October 12, 2016
Think that making late loan repayments is not a big deal? Think again. Whether it’s a personal loan, home loan, credit card or even study loan, here are the consequences that can happen if you miss your repayments.
Whether it is repayment for a personal loan or your credit card, you will be charged late payment fees and other finance fees.
Something else you should know about is the tiered pricing system which was implemented by Bank Negara Malaysia. As a result of not making prompt payments, banks have the right to increase your interest rate. This tiered pricing is for credit cards. For example, if you have a credit card with an interest rate of 15% per annum, the interest rate you will be charged can be increased to the maximum if you miss your repayments. It was implemented in July 2008 to promote prudent financial management and encourage good financial discipline amongst credit card users. The tiered pricing structure is as below:
As for personal loans and home loans, banks have the right to increase your interest rate if you have been missing your repayments. Not all banks impose such practices, but most do, so paying all of your loans on time is the safest and better option.
When it comes to mortgage loans or hire purchase loans, aside from having to pay higher interest rates, you can actually lose your assets if you keep making late repayments. Make prompt repayments to avoid having to deal with your car being repossessed, or in other words, kereta kena tarik. On top of having to pay for all of the arrears and late payment charges, you will also have to pay for the cost of your car being repossessed before you can get it back.
Once you’ve made ALL of the payments and obtained the letter from your bank for your car to be released, then you’ll have to get your car from where it has been stored by the bank. as you can see, making late payments is costly and will cause you a lot of hassle.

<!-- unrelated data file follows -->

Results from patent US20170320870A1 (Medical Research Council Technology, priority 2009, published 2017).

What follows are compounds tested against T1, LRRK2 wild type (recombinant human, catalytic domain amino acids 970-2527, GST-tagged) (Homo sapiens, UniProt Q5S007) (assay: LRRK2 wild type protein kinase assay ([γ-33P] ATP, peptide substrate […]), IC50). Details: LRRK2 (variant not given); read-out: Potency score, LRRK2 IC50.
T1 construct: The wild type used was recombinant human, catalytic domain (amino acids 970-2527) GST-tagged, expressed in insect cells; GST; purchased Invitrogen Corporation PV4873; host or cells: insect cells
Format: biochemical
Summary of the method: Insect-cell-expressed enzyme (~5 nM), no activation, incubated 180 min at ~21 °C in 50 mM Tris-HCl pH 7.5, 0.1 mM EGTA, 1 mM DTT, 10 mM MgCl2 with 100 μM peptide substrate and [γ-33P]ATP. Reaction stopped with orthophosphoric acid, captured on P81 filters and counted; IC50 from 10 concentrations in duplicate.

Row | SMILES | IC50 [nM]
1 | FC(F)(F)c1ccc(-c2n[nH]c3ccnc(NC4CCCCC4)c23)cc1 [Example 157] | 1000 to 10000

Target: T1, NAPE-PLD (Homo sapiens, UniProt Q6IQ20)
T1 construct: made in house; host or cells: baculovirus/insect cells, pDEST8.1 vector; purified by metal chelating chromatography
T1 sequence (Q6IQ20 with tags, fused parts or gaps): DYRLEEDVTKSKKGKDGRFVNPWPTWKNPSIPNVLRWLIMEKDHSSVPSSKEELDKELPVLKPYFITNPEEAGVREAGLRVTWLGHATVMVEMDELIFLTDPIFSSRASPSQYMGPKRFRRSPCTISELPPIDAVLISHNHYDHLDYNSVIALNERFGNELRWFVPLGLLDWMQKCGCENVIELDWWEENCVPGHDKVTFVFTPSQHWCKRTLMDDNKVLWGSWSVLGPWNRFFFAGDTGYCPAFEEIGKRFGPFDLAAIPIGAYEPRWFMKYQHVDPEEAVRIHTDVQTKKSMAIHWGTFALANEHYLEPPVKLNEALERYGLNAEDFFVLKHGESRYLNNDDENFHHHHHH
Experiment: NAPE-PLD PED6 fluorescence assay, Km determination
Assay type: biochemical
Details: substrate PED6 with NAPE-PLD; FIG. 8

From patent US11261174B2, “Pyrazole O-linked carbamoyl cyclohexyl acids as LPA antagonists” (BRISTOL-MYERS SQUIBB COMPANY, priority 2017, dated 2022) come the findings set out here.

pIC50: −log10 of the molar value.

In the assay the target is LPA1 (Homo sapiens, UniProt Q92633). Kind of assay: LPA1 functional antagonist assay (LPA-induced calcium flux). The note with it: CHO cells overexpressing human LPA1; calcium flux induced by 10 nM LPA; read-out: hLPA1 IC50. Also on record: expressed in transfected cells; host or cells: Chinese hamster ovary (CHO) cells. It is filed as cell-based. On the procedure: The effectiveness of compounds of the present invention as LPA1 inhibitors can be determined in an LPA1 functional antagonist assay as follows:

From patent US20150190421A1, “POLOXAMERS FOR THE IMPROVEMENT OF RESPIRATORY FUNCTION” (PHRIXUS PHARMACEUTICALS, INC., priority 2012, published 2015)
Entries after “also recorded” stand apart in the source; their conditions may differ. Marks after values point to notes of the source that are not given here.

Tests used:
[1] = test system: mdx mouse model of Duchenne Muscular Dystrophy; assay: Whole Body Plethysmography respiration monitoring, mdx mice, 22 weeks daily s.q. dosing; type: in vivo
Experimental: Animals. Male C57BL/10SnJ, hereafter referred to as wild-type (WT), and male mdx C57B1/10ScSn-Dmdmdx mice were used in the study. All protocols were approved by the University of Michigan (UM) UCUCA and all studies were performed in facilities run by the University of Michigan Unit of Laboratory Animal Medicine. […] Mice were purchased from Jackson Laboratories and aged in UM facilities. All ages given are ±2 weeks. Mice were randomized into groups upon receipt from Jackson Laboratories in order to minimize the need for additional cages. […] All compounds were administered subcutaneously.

As for home loans, if there are arrears in your payments, you have the risk of having your home auctioned by the bank. Make sure you make prompt repayments for your home loans, instead of running around in a panic when you receive court orders that your house will be auctioned. Ensure that you don’t miss out repayments too as that is even worse than late payments. Remember, until you pay off all of the home loan in full, the house is not yours and still belongs to the bank.
If you have been making late payments for your loans, you jeopardise your access to financial options in the future because it will affect your credit score. Your poor repayment pattern will be reflected in your credit score, and your credit score is important because financial institutions and even some landlords will have a look at it.
The credit score is used by banks to determine whether or not to approve your loan application, and also how much interest you will be charged. If you have a bad credit score, you may be charged a high-interest rate or worse, your application will be rejected.
Some landlords will request for your credit score and this may be to see if you are disciplined with repayments for your existing financial commitments before agreeing to lease their property to you. Sometimes how well your credit score is will also decide if you get a job or not, especially if you are applying for a position related to financial services.
As you can already see, making sure your credit score is in good shape is important to ensure you get better offers when applying for financial services and products, as well as for your career. But don’t worry, you’re in control of having good credit score and one of the ways is to be disciplined with your repayments.
Don’t risk missing out on that holiday you’ve been planning and looking forward to for weeks! This is especially relevant for PTPTN borrowers. If you have outstanding PTPTN loans, PTPTN will inform the immigration department and you will then be blacklisted in the immigration’s database. As a result, you cannot leave the country, or even renew your passport until you make payments for your overdue amount of your PTPTN loan.